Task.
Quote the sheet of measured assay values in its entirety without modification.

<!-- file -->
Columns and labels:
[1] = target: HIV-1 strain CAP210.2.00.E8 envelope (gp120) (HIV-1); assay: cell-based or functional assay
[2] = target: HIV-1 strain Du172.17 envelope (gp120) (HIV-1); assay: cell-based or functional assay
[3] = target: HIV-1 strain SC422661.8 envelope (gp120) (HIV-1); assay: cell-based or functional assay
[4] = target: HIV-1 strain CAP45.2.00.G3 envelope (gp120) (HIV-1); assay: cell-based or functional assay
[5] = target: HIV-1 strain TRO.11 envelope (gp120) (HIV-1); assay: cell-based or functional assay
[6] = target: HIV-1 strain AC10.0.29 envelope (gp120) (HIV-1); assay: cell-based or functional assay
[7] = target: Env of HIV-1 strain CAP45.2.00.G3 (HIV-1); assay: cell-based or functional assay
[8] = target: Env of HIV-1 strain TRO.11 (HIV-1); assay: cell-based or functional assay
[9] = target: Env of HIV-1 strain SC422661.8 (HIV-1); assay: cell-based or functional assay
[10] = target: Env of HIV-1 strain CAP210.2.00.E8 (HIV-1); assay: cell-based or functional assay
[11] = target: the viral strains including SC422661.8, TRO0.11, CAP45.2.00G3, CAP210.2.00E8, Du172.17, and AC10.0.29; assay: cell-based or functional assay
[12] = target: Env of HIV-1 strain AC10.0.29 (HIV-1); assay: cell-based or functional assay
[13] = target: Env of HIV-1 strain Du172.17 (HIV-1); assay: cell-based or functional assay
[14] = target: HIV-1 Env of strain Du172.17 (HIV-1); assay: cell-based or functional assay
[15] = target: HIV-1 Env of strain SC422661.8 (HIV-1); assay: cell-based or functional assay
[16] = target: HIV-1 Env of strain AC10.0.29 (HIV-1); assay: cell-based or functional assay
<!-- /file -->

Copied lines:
Columns and labels:
[1] = target: HIV-1 strain CAP210.2.00.E8 envelope (gp120) (HIV-1); assay: cell-based or functional assay
[2] = target: HIV-1 strain Du172.17 envelope (gp120) (HIV-1); assay: cell-based or functional assay
[3] = target: HIV-1 strain SC422661.8 envelope (gp120) (HIV-1); assay: cell-based or functional assay
[4] = target: HIV-1 strain CAP45.2.00.G3 envelope (gp120) (HIV-1); assay: cell-based or functional assay
[5] = target: HIV-1 strain TRO.11 envelope (gp120) (HIV-1); assay: cell-based or functional assay
[6] = target: HIV-1 strain AC10.0.29 envelope (gp120) (HIV-1); assay: cell-based or functional assay
[7] = target: Env of HIV-1 strain CAP45.2.00.G3 (HIV-1); assay: cell-based or functional assay
[8] = target: Env of HIV-1 strain TRO.11 (HIV-1); assay: cell-based or functional assay
[9] = target: Env of HIV-1 strain SC422661.8 (HIV-1); assay: cell-based or functional assay
[10] = target: Env of HIV-1 strain CAP210.2.00.E8 (HIV-1); assay: cell-based or functional assay
[11] = target: the viral strains including SC422661.8, TRO0.11, CAP45.2.00G3, CAP210.2.00E8, Du172.17, and AC10.0.29; assay: cell-based or functional assay
[12] = target: Env of HIV-1 strain AC10.0.29 (HIV-1); assay: cell-based or functional assay
[13] = target: Env of HIV-1 strain Du172.17 (HIV-1); assay: cell-based or functional assay
[14] = target: HIV-1 Env of strain Du172.17 (HIV-1); assay: cell-based or functional assay
[15] = target: HIV-1 Env of strain SC422661.8 (HIV-1); assay: cell-based or functional assay
[16] = target: HIV-1 Env of strain AC10.0.29 (HIV-1); assay: cell-based or functional assay